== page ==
Jamaicans overseas can now earn income by leasing out their lands to gov’t for agric boost

Nii Ntreh August 27, 2020
Jamaica is heavily reliant on imported foods but its investment promotion agency wants to help the situation by investing in unattended arable lands. Photo Credit: Jablogz.com

Jamaicans who live outside the country but own unattended arable lands can now lease out their properties in a new investment drive by the country’s investment promotion agency to invest in agriculture.

The Jamaica Promotions Corporation (JAMPRO) is prioritizing agriculture as part of restrategizing the country’s foreign direct investments. The plan is also meant to salvage Jamaica’s food production capacity that is reeling under the weight of the coronavirus pandemic.

Jamaica’s import-dependent food supply chain was hampered by COVID-forced restrictions in the last few months.

“The question of food security has really become more vivid in people’s minds. If international trade starts to shut down, then we have to eat what we grow, and that has created greater urgency for us to leverage our idle lands,” said JAMPRO president, Diane Edwards.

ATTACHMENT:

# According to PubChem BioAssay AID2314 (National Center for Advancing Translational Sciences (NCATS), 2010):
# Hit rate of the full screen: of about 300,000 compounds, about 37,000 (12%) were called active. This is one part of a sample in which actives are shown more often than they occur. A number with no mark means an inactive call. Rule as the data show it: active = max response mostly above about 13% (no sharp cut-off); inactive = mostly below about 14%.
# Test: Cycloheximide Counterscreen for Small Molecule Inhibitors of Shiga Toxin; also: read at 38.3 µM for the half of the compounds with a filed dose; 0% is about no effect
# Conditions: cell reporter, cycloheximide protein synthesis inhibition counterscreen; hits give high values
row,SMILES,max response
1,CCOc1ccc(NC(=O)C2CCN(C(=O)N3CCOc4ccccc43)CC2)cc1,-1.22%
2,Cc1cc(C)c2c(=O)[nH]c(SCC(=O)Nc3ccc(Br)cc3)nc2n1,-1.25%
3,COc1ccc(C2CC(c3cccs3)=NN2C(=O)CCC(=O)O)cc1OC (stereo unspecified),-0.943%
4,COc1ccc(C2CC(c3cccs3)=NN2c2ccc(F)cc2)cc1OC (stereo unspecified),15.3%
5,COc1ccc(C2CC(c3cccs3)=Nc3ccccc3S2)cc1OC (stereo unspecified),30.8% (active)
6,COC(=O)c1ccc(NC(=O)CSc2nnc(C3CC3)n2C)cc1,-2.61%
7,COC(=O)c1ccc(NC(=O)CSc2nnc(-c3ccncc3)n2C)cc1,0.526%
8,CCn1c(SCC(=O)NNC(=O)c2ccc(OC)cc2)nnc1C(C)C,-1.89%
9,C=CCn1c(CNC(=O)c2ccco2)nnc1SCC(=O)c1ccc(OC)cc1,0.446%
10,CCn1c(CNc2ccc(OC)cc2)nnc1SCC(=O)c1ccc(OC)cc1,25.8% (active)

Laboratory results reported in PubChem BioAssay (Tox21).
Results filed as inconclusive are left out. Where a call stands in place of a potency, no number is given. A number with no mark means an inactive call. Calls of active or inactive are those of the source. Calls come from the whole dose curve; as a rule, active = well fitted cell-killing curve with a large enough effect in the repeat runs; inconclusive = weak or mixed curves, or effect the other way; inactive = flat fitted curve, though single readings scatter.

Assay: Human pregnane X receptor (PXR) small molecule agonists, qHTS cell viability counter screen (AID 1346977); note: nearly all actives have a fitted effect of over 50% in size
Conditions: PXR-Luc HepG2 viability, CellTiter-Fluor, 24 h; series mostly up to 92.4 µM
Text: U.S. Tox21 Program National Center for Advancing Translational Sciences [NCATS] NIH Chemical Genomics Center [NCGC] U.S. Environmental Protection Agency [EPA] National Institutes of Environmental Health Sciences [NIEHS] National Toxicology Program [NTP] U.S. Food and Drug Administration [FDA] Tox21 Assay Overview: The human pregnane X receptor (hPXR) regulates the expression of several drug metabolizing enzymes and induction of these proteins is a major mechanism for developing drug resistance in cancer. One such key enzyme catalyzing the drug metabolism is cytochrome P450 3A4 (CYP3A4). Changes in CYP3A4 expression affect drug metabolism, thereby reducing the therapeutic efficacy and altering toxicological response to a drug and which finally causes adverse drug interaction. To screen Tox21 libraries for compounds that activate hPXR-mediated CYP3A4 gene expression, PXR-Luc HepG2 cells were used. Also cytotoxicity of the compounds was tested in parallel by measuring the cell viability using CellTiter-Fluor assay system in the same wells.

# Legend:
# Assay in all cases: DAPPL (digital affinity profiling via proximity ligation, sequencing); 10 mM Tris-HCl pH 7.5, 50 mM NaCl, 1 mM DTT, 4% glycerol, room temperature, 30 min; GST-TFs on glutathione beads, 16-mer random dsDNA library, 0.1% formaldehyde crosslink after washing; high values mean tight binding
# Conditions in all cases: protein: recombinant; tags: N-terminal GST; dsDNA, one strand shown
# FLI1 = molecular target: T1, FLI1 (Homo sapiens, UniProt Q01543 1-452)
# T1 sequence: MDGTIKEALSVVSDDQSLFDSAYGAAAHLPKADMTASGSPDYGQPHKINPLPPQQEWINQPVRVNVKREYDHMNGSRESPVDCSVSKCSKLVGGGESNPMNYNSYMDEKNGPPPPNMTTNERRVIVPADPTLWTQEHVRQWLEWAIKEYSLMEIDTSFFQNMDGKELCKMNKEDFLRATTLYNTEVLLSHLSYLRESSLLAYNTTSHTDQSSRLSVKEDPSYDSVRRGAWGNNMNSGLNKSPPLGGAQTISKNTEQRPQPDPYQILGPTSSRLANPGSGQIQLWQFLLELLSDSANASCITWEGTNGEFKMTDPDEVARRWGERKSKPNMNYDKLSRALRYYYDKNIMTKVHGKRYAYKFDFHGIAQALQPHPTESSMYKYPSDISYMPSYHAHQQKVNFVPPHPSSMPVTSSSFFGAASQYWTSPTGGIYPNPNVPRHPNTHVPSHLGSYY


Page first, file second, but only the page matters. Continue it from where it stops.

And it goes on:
The country of nearly three million inhabitants imports close to $1 billion worth of food, according to a local newspaper, The Gleaner. JAMPRO’s focus on agriculture could, therefore, scale down the degree of reliance on imported foods.

Interested landowners should own at least 100 acres or 484000 yards of arable land and must be willing to transfer via lease or other tenure arrangements to the state or suitable investors.

The investment drive will see the use of the leased lands for investment projects for agro-parks and greenhouse.

“In other words, we are trying to drive export expansion and improve security in agriculture; and in that way, drive the economy,” explained JAMPRO deputy head Gabriel Heron.

Farm labor should not be in short supply in the island nation. In April, The Gleaner reported that significant numbers of people traveled to the United States and Canada to find seasonal, mostly agricultural, jobs in spite of the threat posed by the coronavirus in North America.

The report said the people who seemed to walk a fine line between life and death also agreed to sign waivers to absolve their government of any liabilities.

Last Edited by:Mildred Europa Taylor Updated: August 27, 2020


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